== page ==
by: Cassandra Avenatti
This week, my partner and I agreed to volunteer to register brand-new citizens to vote. I had never witnessed a naturalization ceremony, and was interested in observing what went on. I was able to sit in, and what I heard left me feeling conflicted.
Immediately, the puritanical values of the ruling class were on display. The man organizing the ceremony listed the requirements for citizenship that the petitioners had fulfilled, which included possessing “good moral character.” I wondered how officials determined whether these folks were ‘good’ or ‘bad’ and by what standards. The gentleman’s enthusiastic and uncritical patriotism made me squirm a bit.
Still, I couldn’t help but be moved by the significance of the event, and the sight of pride and excitement in people’s faces. Many immigrants spend years pursuing the basic rights of citizenship while working in low-paid, difficult jobs and being ineligible for most services. The attainment of legal citizenship is substantial and can change lives.
However, as the judge took the stand and expanded upon the wonders of the United States, I felt my skin begin to crawl. She made an embarrassing number of statements that reflected her assumptions about the 108 people in front her – their socio-economic status, level of education, goals, and cultural values, amongst other things.
She made highly flawed claims about the opportunities in the United States for people to pursue quality education and to obtain satisfying jobs. For millions of Americans, immigrant or otherwise, higher education is simply impossible. Tuition is prohibitively expensive, and grant and aid programs are being slashed across the board. These promises of access to our ‘outstanding’ educational institutions were simply deceitful.
Also, as those of us not holding highly paid legal positions know, there are hundreds of applicants for every reasonably paid position. For perspective workers, being an immigrant, person of color, woman, or other minority group can make finding work even more challenging.
Finally, the actual language of the oath is somewhat frightening. In swearing-in as a citizen, one is required to vow to ‘absolutely and entirely’ renounce their home country and swear to bear arms if the government should require it; all in the name of God.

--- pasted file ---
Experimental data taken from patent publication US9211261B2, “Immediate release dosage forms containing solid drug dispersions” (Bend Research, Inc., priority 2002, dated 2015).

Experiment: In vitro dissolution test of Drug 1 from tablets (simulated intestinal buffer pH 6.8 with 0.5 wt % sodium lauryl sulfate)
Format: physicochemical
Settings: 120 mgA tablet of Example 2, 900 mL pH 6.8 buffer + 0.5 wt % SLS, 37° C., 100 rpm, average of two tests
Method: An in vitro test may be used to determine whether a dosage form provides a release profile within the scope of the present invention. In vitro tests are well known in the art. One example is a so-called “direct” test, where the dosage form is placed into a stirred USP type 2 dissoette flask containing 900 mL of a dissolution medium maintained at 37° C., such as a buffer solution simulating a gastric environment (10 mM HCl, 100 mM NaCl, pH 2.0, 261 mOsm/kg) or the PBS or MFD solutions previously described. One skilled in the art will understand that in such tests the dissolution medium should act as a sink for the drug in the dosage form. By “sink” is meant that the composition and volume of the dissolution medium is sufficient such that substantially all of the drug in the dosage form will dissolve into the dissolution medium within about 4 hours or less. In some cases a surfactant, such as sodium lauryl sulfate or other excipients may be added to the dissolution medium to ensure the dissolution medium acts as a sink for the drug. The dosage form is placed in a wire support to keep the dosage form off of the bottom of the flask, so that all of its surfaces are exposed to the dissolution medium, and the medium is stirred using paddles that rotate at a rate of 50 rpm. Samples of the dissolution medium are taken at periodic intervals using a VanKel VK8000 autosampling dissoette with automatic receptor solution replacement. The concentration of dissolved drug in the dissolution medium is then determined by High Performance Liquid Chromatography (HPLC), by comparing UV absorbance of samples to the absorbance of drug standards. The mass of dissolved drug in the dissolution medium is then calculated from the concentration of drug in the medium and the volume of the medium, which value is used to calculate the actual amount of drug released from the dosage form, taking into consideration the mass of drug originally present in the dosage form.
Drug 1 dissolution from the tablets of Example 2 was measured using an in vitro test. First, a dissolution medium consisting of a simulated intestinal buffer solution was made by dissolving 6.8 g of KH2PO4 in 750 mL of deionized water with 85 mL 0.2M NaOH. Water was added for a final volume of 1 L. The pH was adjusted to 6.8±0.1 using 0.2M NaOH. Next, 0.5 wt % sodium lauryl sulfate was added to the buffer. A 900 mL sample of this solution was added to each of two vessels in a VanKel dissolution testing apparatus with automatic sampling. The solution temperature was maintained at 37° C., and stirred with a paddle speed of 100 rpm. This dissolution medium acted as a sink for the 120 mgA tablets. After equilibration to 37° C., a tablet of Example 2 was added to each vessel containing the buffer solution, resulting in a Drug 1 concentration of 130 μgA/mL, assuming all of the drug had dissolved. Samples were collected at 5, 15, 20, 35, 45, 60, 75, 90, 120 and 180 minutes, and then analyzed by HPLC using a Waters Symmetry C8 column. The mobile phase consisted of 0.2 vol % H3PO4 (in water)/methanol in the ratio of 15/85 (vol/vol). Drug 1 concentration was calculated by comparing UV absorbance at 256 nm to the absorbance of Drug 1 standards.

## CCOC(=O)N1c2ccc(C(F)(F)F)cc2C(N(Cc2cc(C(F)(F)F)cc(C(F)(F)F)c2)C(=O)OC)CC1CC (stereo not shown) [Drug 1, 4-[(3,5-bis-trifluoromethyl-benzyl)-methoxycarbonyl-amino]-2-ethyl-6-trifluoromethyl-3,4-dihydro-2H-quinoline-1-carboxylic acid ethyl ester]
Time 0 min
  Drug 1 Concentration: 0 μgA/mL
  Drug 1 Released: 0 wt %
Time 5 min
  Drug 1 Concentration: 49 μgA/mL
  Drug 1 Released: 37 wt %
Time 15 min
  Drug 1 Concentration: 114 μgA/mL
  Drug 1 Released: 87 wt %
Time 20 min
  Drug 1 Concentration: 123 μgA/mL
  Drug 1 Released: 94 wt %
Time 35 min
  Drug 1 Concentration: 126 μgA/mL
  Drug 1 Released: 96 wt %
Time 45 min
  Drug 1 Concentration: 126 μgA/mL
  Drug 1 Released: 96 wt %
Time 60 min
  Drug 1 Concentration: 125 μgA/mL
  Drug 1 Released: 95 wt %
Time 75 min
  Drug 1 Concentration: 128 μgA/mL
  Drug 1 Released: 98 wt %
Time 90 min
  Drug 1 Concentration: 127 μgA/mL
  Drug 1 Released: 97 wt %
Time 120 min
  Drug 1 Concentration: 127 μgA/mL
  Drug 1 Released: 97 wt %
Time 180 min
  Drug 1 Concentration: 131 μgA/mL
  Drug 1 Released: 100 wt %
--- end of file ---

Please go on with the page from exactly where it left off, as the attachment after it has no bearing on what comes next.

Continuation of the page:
While the grand idea of the American dream and its endless possibility has been fading rapidly, people still arrive every day with the hopes that hard work will propel them forward and allow them to thrive and to assist their families. The world is a brutal place, and even with all of the injustices here in the U.S., for some, it is a safer and freer option than their homeland. It is my hope that the U.S. will someday begin living up to its acclaimed greatness.
Cassandra Avenatti is a radical social worker, grassroots activist, performance artist and sex worker. Her primary areas of professional interest are LGBTQ rights, reproductive justice, anti-oppressive sexuality education, sex worker rights and fair housing. Cassandra earned her Master of Social Work from Jane Addams College with a specialization in LGBTQ Public Health & Urban Development, and she has since worked in HIV-prevention education and housing for queer youth. She possesses an affinity for adventure and cultural discovery, and has lived in five countries in the past seven years. Cassandra is an Executive Board member for the Sex Workers Outreach Project, and is a profoundly kinky Pro Domme. Cassandra also hosts a queer feminist book club in her home, and is a member of Chicago’s radically queer quoir, Stratosqueer. Cassandra has recently founded a non-profit organization, Project Fierce Chicago, and is working on obtaining a space on the South side of the city in which to establish an affirming collective-living community for chronically homeless LGBTQ youth